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British Industrial History

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Edward Walter Nealor Wood

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Edward Walter Nealor Wood (1856-1889)

1885 Resident Engineer, Great Indian Peninsula Railway, Sholapur, India.

1889 Obituary [1]

EDWARD WALTER NEALOR WOOD was born in London on 11th January 1856, being the only son of Mr. John Turtle Wood, the discoverer of the Temple of Diana at Ephesus.

He was educated at Rossall and Finchley, and on leaving school was articled to Mr. William Baker, chief engineer of the London and North Western Railway. During his pupilage he was for a time assistant to Mr. Louis Trench, resident engineer on the Newry and Greenore Railway; and subsequently had charge of the boring operations at Holyhead for the improvement of the old docks.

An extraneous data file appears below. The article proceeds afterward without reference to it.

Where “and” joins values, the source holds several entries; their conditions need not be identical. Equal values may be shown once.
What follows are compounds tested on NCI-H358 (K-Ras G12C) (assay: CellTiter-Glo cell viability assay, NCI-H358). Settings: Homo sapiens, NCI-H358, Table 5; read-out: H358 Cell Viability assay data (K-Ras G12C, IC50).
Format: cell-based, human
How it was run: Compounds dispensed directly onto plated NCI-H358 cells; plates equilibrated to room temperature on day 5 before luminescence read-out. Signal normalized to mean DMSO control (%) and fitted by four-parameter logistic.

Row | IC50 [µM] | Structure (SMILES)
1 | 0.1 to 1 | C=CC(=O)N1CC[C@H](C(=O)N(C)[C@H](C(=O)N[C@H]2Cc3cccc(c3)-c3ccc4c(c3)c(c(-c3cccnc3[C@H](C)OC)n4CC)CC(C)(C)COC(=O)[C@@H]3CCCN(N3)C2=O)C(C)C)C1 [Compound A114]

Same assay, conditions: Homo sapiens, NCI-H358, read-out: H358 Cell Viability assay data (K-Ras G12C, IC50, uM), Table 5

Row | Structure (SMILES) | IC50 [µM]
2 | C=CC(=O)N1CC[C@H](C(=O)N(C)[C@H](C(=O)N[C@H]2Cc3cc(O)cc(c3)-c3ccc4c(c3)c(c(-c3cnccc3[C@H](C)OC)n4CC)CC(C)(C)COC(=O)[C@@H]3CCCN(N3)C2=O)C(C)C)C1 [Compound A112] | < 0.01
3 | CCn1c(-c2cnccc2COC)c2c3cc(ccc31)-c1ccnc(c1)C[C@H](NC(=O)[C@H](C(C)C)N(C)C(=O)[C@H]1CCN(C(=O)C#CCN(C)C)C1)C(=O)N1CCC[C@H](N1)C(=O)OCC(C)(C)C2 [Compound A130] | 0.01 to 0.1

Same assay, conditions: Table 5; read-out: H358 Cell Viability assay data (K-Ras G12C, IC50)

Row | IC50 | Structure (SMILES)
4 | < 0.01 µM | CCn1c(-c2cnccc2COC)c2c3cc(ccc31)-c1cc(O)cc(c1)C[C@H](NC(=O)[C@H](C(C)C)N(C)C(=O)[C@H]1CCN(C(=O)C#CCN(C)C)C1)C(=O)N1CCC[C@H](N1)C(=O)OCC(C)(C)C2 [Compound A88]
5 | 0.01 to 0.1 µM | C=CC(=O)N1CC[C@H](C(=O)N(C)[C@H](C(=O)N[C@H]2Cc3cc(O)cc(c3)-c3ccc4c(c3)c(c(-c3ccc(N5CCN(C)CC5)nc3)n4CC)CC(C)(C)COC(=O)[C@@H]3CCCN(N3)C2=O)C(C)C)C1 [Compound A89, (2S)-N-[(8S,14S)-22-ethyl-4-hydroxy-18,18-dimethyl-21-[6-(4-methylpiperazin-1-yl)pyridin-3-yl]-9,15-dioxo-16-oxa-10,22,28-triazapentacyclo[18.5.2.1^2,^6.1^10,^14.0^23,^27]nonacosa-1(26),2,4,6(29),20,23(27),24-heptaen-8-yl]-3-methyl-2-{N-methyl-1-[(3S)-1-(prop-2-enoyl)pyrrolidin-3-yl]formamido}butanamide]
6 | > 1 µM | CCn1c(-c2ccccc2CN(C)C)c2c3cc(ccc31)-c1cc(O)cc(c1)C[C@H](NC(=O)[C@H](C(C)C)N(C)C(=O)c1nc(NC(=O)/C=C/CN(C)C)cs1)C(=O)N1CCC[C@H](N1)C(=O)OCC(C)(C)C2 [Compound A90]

On the completion of his pupilage in 1876 he was appointed assistant resident engineer on the Holyhead Harbour works, and afterwards on the Bangor and Bethesda Railway.

Resigning this post in 1882, he was engaged in parliamentary and other work till 1884, when he was appointed resident engineer at Sholapur on the Great Indian Peninsula Railway under a three years' engagement.

Returning to London in February 1888, in the following December he was appointed resident engineer on a railway being constructed near Huelva in the south of Spain, in connection with the Cabezas del Pasto Mine.

There he died on 30th August 1889, in the thirty-fourth year of his age.

He became a Graduate of this Institution in 1879.

1890 Obituary [2]

. . . . On the expiration of his pupilage, in 1876, Mr. Wood was appointed Assistant Resident Engineer on the Holyhead Harbour Works, where he remained till 1881, being then transferred in the same capacity to Bangor, on the construction of the Bangor and Bethesda Branch of the London and North Western Railway.

In 1882 Mr. Wood resigned this appointment, and for the next couple of years he assisted in the preparation of several schemes for parliamentary deposit, and in other works of a minor description.

In October, 1884, he proceeded to India on a three years’ agreement with the Great Indian Peninsula Railway . . . . [more]

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